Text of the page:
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New Research Suggests Financial Literacy, Debt and Liquidity Are Key Drivers of Annuity Purchases for Older Americans

October 06, 2021

WASHINGTON (Oct. 6, 2021) — New research from experts at the George Washington University and funded by the Alliance for Lifetime Income’s Retirement Income Institute shows a close link between the decision of older Americans to purchase annuities and four factors—financial knowledge, leveraged assets, debt obligations, and liquidity constraints.

Shared for the first time in a new paper, Examining the Barriers to Annuity Ownership for Older Americans, these findings provide significant new insights for helping solve what economists have termed “the annuity puzzle” – the financially irrational under-utilization of annuities that could provide greater retirement security to millions of Americans.

"Simple economic models argue that annuities are beneficial for almost all retirees,” says Annamaria Lusardi, academic director of the Global Financial Literacy Excellence Center at the GW School of Business and University Professor of Economics and Accountancy at GW. “But what our latest research shows is that higher levels of debt, less access to liquidity and a lack of basic financial knowledge can lead to poor decision making when it comes to retirement income planning. For the retirement industry, solving the annuity puzzle must start with financial education.”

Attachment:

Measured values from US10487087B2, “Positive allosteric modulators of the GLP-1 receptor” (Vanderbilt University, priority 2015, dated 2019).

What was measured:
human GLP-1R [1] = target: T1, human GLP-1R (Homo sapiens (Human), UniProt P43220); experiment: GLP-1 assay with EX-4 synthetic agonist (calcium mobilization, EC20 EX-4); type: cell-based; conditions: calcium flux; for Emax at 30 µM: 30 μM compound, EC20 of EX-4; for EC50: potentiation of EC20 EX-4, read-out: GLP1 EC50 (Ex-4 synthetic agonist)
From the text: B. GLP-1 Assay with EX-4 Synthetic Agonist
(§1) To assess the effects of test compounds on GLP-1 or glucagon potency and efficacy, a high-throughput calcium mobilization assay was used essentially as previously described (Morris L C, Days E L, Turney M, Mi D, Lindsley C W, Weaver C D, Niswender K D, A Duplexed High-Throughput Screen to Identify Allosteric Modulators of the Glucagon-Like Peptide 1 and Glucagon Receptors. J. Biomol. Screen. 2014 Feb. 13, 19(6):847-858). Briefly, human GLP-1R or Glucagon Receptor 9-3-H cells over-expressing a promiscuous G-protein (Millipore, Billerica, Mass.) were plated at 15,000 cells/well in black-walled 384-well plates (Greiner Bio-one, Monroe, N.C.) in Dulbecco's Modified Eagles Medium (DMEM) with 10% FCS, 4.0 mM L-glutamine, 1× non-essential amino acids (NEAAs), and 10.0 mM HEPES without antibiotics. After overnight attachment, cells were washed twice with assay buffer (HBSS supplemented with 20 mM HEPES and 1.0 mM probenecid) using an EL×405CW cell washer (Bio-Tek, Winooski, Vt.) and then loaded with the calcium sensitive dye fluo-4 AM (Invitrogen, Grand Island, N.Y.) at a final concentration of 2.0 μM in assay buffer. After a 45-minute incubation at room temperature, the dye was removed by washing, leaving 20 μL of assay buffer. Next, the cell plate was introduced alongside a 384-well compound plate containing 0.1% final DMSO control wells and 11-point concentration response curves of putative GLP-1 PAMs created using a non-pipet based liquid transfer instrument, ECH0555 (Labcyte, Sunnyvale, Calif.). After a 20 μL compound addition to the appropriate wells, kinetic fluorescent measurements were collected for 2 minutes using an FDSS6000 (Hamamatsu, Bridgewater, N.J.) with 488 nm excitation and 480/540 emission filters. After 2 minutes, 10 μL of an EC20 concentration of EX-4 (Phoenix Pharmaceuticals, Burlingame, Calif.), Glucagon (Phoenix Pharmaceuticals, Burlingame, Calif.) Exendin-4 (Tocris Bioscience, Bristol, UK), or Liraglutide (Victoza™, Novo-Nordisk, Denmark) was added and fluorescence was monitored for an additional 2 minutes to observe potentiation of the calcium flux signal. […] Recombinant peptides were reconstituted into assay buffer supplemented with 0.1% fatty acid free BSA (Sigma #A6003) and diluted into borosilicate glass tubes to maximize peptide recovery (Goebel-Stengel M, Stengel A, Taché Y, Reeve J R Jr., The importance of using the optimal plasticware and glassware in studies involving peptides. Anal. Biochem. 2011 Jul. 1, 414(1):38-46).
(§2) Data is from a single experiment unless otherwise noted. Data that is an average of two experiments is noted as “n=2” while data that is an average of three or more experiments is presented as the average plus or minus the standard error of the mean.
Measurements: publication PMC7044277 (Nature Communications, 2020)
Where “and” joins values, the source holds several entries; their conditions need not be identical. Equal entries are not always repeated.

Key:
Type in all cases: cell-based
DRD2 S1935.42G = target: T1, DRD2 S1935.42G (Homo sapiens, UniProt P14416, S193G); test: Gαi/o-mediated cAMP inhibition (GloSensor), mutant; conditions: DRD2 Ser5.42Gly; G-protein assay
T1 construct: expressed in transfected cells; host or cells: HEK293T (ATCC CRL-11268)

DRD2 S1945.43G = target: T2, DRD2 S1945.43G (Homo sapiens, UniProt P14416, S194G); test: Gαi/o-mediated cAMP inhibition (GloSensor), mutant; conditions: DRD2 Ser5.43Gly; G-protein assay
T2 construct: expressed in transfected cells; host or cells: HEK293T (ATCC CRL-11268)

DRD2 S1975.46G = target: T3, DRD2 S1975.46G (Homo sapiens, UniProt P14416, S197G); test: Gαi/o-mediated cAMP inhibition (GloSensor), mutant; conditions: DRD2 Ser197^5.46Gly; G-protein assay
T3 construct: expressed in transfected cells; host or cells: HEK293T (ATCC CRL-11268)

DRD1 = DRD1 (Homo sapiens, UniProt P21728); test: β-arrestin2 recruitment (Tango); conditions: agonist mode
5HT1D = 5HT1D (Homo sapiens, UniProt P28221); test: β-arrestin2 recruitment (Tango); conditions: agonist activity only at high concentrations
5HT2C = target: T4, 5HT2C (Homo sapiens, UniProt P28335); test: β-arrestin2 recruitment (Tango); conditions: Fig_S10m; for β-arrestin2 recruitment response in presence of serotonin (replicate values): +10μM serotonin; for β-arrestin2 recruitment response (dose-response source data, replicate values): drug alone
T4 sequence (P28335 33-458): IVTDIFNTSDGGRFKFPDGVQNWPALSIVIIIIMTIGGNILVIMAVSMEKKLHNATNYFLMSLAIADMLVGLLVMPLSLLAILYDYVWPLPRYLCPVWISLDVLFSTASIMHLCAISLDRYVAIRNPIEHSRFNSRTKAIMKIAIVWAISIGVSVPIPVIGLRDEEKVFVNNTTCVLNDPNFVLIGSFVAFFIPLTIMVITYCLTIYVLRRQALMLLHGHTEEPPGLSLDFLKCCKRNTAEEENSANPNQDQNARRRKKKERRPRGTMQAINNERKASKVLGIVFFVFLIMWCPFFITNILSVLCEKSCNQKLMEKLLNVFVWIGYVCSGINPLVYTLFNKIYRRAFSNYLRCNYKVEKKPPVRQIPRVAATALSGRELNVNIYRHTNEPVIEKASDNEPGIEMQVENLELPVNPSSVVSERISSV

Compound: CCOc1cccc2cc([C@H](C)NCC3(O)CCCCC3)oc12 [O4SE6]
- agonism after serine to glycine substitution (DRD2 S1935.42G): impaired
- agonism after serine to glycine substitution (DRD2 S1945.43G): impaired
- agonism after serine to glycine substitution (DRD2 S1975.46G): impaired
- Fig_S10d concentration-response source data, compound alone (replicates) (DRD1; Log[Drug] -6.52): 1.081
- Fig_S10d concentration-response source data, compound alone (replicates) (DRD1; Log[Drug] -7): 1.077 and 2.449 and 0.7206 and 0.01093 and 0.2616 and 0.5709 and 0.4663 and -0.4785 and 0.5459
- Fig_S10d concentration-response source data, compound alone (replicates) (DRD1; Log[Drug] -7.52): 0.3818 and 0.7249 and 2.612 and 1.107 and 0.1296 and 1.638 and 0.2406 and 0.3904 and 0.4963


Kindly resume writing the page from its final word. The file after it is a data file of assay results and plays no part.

Lusardi authored the paper along with Andrea Hasler, an assistant research professor in financial literacy at GFLEC, and Hallie Davis, a senior research associate at GFLEC.

The findings—which examined data from pre-retirees (ages 40-61) and retirees (62 and over) in the FINRA Foundation’s 2018 National Financial Capability Study—suggest that financial literacy may also lead to improved annuity take-up rates by improving individuals’ money management practices which may result in increased access to liquidity.

Low levels of personal financial literacy indicates that some individuals may lack the necessary knowledge to comprehend the benefits annuities can provide as part of a holistic retirement plan. And although financial literacy increases with age, literacy rates have remained considerably low across age groups. Less than half of those surveyed were able to correctly answer basic financial questions concerning interest rates, inflation and risk diversification. On top of that, individuals across both groups struggled the most with comprehending risk, which is a critical factor when considering the benefits of annuities.

Understanding financial strategies is key to developing a successful retirement plan. Policy makers, financial professionals, employers and academic institutions need to prioritize and invest in financial education so consumers can fully grasp these fundamental financial concepts and can make better informed retirement planning and saving decisions. Additionally, since many employers no longer offer traditional pensions plans, it's even more important that employers take on a bigger role in helping educate their employees by offering more financial education information on topics like debt and liquidity, demand for which was observed in this research.

“The bottom line is that smart advisors use and recommend annuities to protect retirement for their clients,” says Jason Fichtner, senior fellow for the Alliance for Lifetime Income’s Retirement Income Institute. “Though the research suggests you should be prepared to provide people with things like debt and liquidity education, if you want to have a successful conversation about optimal and holistic retirement income planning, it needs to involve annuities.”

-GW-